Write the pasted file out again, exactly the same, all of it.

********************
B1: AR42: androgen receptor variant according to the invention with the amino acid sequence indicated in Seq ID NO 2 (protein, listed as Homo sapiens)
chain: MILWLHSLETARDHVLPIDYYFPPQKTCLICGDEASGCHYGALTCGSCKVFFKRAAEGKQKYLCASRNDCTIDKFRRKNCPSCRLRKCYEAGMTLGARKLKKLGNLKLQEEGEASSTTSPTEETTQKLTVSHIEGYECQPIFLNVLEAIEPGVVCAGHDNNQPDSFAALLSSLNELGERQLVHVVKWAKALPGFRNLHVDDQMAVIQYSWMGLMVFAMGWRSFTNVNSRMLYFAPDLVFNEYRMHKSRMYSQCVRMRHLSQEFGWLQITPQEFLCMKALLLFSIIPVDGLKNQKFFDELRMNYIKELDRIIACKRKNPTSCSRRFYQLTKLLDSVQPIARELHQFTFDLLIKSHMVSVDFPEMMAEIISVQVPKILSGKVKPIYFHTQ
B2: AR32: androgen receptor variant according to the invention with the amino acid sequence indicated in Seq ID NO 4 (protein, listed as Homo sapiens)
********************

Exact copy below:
B1: AR42: androgen receptor variant according to the invention with the amino acid sequence indicated in Seq ID NO 2 (protein, listed as Homo sapiens)
chain: MILWLHSLETARDHVLPIDYYFPPQKTCLICGDEASGCHYGALTCGSCKVFFKRAAEGKQKYLCASRNDCTIDKFRRKNCPSCRLRKCYEAGMTLGARKLKKLGNLKLQEEGEASSTTSPTEETTQKLTVSHIEGYECQPIFLNVLEAIEPGVVCAGHDNNQPDSFAALLSSLNELGERQLVHVVKWAKALPGFRNLHVDDQMAVIQYSWMGLMVFAMGWRSFTNVNSRMLYFAPDLVFNEYRMHKSRMYSQCVRMRHLSQEFGWLQITPQEFLCMKALLLFSIIPVDGLKNQKFFDELRMNYIKELDRIIACKRKNPTSCSRRFYQLTKLLDSVQPIARELHQFTFDLLIKSHMVSVDFPEMMAEIISVQVPKILSGKVKPIYFHTQ
B2: AR32: androgen receptor variant according to the invention with the amino acid sequence indicated in Seq ID NO 4 (protein, listed as Homo sapiens)